A quarter of teachers are considering leaving the profession, study finds

Workload is to blame for the qualms of many in the profession, new research suggests, as Teach First announces an overhaul of its training programme in a bid to reduce dropout rates

Eleanor Busby

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Almost a quarter (23 per cent) of teachers are considering quitting teaching, compared with just 17 per cent last year, new research finds.

The report from the National Foundation for Educational Research (NFER), partly based on a poll of more than 2,000 teachers in England, identifies workload as key reason for the increase.

The news comes as Teach First has revealed radical changes to its teacher-training programme. It aims to cut workload, increase support and reduce the number of dropouts by spreading the assessments for trainees over two years instead of one.

Currently, one in 10 Teach First participants drop out of the programme before the end, despite the risk of dropouts having to pay back up to £4,000 to cover some training costs.

Unions argue that the pace of policy reform during the academic year 2015-16 has played a major role in the increase in teachers seeking to leave by adding to an already significant workload.

Job satistfaction

The NFER, which carried out a series of surveys and interviews with teachers between June 2015 to May this year, suggests keeping staff engaged can help to improve retention rates despite the pressures.

Job satisfaction, having adequate resources, reward and recognition, and being well supported by management were among the factors associated with successful retention in the research.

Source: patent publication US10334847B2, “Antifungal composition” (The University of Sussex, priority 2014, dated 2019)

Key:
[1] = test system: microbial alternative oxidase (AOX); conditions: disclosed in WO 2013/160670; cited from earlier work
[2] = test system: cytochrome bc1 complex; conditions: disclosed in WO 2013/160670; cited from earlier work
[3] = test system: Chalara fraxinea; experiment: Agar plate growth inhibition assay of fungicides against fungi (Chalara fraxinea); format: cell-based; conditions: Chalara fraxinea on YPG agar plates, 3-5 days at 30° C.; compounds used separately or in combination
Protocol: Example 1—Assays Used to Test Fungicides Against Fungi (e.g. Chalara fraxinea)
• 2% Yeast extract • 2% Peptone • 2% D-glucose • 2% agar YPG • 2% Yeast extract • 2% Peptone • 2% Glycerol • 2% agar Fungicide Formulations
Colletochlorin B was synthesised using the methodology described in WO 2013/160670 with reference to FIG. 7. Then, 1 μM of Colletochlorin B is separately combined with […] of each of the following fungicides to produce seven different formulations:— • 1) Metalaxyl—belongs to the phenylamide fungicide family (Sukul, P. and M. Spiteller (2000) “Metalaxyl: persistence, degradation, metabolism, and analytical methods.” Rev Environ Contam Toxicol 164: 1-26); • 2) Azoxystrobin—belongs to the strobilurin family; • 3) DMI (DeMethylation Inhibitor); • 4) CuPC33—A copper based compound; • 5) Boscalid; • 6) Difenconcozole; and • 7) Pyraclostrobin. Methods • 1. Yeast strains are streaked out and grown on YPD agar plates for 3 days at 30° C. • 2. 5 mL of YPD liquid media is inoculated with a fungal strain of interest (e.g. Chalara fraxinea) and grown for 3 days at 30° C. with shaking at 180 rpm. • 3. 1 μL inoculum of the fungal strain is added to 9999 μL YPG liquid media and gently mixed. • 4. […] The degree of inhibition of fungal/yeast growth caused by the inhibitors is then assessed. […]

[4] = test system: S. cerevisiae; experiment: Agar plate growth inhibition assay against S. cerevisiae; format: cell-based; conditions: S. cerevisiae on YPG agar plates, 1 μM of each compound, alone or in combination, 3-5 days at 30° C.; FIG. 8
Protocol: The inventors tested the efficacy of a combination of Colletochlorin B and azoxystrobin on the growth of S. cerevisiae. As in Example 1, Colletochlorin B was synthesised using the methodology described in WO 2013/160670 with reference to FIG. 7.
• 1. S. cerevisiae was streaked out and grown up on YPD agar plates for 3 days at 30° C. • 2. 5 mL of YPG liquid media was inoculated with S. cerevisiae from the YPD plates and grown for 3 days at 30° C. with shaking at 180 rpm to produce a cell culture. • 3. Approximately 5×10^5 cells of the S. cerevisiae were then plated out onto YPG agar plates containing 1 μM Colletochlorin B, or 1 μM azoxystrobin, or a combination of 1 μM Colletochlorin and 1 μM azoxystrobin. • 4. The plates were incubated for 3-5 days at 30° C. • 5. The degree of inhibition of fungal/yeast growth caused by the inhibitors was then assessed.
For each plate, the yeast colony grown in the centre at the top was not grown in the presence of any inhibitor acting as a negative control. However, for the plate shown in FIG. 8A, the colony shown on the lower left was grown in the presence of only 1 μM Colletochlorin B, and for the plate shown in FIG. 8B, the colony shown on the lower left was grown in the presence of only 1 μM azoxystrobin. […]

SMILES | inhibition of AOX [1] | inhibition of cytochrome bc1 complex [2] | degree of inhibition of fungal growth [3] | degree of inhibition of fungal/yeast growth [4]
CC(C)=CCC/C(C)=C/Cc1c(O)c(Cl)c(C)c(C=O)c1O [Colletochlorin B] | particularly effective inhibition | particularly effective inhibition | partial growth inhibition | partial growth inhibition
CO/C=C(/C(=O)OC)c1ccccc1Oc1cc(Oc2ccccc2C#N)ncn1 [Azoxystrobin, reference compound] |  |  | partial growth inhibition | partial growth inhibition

The new report, Engaging Teachers: NFER analysis of teacher retention, reveals a strong relationship between teachers' engagement and their desire to leave. It finds that 90 per cent of engaged teachers have no plans to leave, compared with just 26 per cent of disengaged teachers.

Maths teachers and senior leaders are less likely to consider leaving and are also more highly engaged, the report finds. But science teachers and experienced male teachers are significantly more likely to consider leaving, even after accounting for their relatively high level of engagement.

The Department for Education said it recognised the "challenges" facing teachers and was working to address their concerns over workload and pupil behaviour.

This is an edited version of two articles from the 9 September edition of TES. Subscribers can view the full NFER story here and the Teach First story here. To subscribe, click hereThis week's TES magazine is available in all good newsagents. To download the digital edition, Android users can click here and iOS users can click here

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Eleanor Busby

Eleanor Busby is a reporter at TES 

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